China’s Central Bank Urges Rational Investment, Warns Exchanges

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In the wake of several days of dramatic action in the Bitcoin markets, China’s central bank issued a strong warning to the nation’s investors as it urged them to adopt a rational approach with respect to digital currency investments. According to the People’s Bank of China (PBOC), the fluctuations in Bitcoin’s prices have been abnormal of late, and that abnormality should cause investors to be more cautious in their decision-making process.

The PBOC also held meetings with representatives from the nation’s Bitcoin exchanges. Though those meeting were private, some details have slowly emerged. Caixin has reported that the central bank has attempted to put new restrictions on exchanges by telling them that they are not permitted to market their services to potential new users by including mentions of the yuan’s depreciation. That reportedly led some exchanges to set aside planned marketing efforts that would have used that messaging to attract new customers.

The central bank also took the opportunity to remind exchanges that they needed to refocus on remaining in compliance with anti-money laundering (AML) and know-your-customer (KYC) laws. According to some reports from exchange operators, the meeting involved nothing new, and there was no indication that it was called due to fears that the yuan might be further harmed by Bitcoin activity. It is perhaps worth noting, however, that the meeting comes at a time when there are reports that the State Administration of Foreign Exchange (SAFE) is currently examining whether Bitcoin is being used to bypass the nation’s existing capital controls.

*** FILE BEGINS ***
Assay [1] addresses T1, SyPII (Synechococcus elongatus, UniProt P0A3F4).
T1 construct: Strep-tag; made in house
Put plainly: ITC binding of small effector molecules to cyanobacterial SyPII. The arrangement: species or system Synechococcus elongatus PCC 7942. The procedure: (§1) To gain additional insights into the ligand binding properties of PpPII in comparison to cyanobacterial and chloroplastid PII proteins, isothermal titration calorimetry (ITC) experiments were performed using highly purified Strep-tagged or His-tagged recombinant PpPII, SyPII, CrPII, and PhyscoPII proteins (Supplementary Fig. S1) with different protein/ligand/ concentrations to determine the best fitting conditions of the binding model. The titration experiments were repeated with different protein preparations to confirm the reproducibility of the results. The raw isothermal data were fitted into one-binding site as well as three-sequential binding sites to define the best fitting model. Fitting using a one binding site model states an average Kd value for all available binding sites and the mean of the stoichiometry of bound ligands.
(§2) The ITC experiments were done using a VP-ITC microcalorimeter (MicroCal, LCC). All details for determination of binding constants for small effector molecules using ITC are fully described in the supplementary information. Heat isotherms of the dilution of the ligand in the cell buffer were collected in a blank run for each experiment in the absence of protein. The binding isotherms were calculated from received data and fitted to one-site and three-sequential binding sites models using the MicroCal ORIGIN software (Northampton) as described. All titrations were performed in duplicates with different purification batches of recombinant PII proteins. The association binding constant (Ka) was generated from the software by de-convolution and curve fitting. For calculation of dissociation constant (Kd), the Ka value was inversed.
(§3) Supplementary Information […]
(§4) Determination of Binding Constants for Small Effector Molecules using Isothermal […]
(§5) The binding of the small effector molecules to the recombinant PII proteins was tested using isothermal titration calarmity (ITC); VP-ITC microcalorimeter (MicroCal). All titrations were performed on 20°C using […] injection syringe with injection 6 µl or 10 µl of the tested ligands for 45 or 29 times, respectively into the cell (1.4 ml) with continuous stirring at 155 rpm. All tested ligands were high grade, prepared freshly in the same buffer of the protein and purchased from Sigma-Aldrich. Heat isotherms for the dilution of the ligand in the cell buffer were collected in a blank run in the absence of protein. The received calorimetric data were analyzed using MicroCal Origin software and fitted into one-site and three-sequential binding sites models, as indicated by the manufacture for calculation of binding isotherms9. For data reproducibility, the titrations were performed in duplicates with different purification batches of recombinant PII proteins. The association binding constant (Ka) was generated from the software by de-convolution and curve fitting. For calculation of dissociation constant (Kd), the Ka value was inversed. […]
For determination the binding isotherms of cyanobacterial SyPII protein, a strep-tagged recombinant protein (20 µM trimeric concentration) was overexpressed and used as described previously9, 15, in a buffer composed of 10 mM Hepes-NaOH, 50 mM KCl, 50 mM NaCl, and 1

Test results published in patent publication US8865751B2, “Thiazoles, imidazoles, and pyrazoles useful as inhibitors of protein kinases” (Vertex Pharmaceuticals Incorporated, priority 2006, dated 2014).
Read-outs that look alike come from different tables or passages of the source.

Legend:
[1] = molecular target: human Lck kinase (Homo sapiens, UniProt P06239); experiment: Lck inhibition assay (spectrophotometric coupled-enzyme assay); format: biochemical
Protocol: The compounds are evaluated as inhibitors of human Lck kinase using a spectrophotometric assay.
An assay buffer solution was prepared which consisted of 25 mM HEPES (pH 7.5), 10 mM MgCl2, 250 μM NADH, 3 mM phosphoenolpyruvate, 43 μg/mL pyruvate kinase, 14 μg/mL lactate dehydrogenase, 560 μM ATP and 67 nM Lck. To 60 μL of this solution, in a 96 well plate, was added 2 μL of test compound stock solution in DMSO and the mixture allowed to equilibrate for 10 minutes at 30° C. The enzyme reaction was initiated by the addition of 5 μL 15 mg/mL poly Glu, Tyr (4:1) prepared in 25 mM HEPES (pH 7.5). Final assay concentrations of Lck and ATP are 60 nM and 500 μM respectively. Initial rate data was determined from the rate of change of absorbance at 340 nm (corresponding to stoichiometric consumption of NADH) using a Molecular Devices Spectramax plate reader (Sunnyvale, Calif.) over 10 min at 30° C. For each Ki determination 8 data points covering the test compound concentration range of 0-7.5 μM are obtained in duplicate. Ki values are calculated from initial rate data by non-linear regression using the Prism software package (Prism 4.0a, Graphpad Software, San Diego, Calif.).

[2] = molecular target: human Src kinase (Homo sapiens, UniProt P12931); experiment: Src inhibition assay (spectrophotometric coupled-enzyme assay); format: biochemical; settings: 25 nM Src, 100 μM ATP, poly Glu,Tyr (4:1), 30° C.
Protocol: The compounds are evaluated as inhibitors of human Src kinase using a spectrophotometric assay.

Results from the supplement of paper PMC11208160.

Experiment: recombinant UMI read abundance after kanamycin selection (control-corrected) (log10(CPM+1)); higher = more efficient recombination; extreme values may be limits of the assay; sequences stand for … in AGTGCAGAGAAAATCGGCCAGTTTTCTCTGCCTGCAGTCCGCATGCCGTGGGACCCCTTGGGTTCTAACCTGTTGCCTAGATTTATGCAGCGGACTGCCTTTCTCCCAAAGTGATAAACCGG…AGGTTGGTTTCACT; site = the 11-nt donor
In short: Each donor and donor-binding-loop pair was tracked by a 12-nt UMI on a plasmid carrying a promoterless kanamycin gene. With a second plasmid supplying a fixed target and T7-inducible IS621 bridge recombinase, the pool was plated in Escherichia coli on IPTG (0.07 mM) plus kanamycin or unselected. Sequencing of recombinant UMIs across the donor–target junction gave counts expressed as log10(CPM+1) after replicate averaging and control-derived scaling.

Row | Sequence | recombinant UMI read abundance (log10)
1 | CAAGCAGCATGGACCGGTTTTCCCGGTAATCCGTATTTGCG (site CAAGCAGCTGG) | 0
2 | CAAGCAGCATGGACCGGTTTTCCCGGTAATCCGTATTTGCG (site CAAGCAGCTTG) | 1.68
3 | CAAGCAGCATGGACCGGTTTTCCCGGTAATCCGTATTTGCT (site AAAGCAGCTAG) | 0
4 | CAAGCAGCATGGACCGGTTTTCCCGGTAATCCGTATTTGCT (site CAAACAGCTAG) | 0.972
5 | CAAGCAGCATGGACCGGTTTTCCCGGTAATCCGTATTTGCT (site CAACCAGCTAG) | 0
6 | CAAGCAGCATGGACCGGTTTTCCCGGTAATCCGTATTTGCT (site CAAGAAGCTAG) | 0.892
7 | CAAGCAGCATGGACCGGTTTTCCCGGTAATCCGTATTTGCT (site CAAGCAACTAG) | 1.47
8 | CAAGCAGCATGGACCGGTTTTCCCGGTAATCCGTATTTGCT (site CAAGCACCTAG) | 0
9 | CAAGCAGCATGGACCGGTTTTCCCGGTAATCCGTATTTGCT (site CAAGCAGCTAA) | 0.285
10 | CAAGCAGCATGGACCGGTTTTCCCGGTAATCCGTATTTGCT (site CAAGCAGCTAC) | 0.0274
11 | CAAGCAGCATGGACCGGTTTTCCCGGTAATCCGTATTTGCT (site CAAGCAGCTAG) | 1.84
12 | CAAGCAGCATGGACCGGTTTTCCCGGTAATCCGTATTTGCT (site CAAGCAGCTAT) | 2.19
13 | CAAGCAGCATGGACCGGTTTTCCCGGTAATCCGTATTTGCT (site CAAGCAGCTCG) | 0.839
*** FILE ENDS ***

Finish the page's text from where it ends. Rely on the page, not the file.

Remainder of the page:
The views expressed by the authors on this site do not necessarily represent the views of DCEBrief or the management team.

Author: Ken Chase

Freelance writer whose interests include topics ranging from technology and finance to politics, fitness, and all things canine. Aspiring polymath, semi-professional skeptic, and passionate advocate for the judicious use of the Oxford comma.

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